It's no surprise Ducey wants it to be known as his "education budget." He can read the writing, and the polling, on the wall. Education is Arizona voters' number one issue, and for all his posturing in that direction, Ducey hasn't exactly earned himself a vote of confidence.
A recent KTAR News/OH Predictive Insights poll
tells the story. Education is "the most pressing issue facing Arizona," according to 43 percent of the respondents. By way of comparison, jobs, the economy and health care totaled a combined 29 percent. When asked what grade Ducey has earned on education, respondents gave him a C—just average. More people gave him an F than all his A's and B's added together. As with all polls, these results should be taken with a few grains of salt, but even if the numbers are off a bit, it's clear, Ducey has earned a resounding "Meh" from the voters regarding what he's done for education. And that's not a good thing when he knows his 2018 Democratic opponent is going to be slamming him on education and pushing for more funding.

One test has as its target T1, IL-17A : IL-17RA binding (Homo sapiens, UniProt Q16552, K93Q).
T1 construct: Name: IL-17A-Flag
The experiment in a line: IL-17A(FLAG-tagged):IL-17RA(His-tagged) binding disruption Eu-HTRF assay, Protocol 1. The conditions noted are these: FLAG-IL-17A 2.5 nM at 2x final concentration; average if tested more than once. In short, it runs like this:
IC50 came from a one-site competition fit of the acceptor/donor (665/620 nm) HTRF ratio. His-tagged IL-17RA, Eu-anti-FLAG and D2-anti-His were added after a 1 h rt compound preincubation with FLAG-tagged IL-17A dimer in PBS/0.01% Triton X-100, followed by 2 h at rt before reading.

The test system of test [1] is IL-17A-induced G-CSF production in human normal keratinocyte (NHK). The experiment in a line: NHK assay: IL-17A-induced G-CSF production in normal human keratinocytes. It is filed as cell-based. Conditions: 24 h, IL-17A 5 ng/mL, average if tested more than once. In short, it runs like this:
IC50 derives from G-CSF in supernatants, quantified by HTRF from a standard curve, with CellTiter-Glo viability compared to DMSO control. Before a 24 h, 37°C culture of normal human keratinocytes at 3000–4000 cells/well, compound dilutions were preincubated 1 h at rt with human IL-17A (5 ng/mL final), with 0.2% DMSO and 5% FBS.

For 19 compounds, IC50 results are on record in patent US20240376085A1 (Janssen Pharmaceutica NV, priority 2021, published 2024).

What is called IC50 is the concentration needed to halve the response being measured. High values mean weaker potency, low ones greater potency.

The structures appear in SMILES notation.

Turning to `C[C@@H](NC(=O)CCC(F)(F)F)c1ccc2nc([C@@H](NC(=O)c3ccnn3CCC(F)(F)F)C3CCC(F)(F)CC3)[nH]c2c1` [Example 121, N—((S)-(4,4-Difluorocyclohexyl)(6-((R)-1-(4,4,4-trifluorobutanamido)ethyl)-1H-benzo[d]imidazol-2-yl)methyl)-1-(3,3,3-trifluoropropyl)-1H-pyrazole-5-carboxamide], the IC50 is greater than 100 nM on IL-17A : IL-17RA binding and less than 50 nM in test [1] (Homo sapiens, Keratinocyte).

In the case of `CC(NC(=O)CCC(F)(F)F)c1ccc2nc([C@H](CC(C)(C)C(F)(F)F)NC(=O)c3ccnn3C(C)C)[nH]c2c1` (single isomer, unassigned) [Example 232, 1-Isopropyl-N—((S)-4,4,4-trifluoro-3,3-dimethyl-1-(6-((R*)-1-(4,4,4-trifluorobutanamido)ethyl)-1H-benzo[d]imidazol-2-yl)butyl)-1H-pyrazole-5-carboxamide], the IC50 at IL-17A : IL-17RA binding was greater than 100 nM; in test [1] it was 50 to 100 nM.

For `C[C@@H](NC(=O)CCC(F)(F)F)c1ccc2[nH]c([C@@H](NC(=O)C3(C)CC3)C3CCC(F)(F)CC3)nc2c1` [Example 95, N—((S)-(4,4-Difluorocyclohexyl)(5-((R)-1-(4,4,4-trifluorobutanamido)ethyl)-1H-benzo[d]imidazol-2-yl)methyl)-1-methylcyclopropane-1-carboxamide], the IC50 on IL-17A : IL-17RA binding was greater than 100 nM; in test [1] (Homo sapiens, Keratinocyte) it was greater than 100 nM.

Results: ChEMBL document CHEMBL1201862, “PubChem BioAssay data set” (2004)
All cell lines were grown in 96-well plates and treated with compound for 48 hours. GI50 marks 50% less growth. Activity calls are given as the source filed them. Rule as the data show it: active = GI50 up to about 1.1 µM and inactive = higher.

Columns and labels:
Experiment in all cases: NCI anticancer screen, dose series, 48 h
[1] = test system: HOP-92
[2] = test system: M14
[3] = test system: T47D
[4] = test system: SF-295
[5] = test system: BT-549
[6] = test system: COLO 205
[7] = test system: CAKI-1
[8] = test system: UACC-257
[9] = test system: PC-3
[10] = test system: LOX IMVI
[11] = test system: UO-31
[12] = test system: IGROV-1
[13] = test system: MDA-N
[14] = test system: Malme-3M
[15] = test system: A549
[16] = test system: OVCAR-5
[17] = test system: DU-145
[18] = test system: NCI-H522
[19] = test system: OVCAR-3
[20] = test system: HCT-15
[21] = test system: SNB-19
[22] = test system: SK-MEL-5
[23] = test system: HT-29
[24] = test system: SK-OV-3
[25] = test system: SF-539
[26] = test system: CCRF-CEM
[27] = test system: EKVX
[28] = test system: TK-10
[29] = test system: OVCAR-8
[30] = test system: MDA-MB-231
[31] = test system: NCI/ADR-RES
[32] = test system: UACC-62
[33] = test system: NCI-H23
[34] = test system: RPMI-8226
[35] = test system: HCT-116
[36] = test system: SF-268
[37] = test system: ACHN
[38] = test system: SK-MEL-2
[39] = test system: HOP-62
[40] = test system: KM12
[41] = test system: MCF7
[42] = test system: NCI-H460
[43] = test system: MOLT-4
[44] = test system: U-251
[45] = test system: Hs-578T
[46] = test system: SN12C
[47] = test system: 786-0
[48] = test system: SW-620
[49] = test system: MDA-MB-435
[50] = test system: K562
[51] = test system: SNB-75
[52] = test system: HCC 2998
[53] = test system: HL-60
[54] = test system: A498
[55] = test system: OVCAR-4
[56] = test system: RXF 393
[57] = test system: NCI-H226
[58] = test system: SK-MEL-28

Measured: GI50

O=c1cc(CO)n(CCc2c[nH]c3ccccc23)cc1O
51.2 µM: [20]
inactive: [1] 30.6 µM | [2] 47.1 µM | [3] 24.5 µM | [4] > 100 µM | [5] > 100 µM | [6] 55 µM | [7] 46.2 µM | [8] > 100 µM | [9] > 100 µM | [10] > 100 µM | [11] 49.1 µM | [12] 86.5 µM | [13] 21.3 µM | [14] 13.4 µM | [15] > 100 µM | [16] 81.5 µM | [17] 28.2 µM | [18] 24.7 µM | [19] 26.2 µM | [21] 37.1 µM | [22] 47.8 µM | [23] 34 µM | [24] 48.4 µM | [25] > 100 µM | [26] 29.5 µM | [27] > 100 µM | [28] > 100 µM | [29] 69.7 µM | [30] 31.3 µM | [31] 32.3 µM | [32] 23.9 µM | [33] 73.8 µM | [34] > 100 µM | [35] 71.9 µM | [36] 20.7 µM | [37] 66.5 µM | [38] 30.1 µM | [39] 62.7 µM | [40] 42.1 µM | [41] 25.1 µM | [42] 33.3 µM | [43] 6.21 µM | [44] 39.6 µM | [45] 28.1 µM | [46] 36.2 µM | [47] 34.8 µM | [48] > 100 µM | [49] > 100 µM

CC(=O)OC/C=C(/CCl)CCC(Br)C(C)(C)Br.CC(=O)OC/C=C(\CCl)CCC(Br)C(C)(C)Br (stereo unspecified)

So Ducey is selling his education accomplishments, hard. Right now, that means pushing what he calls his "education budget." But if you look at the numbers carefully, you'll see it's a mixture of smoke, mirrors and bullshit.
Take a look the graphic-heavy, information-lite page titled, BOUNDLESS OPPORTUNITY: Education Budget 2017
on the governor's website. The only honest words in that title are "Budget 2017."
Here's what the page says under Teacher Pay Raises
: "$68 million for a 2% teacher pay raise." If I were feeling generous, I'd call those figures misleading. Since I'm not feeling generous, I'll call them what they are: bullshit. This year, the budget adds 1 percent to teacher salaries, which will cost $34 million. Ducey assures us the raise will go up to 2% next year, but that's just talk at this point. It'll have to be negotiated again in the next budget.
A one percent raise comes to about two dollars a day. If a teacher works a 40 hour week, that's 25 cents an hour. For those teachers who come in early, stay late and work weekends — which, for those of you who believe in the "failing, lazy teacher" meme, includes a whole lot of them — it's closer to 15 cents an hour. Actually, the "education governor" didn't want to raise their salaries even that much. He requested a dollar-a-day raise, or 12 cents an hour, but Republicans in the legislature decided to double it.
This is Teacher Appreciation Week. Ducey wants us to know he appreciates teachers,
25 cents an hour's worth.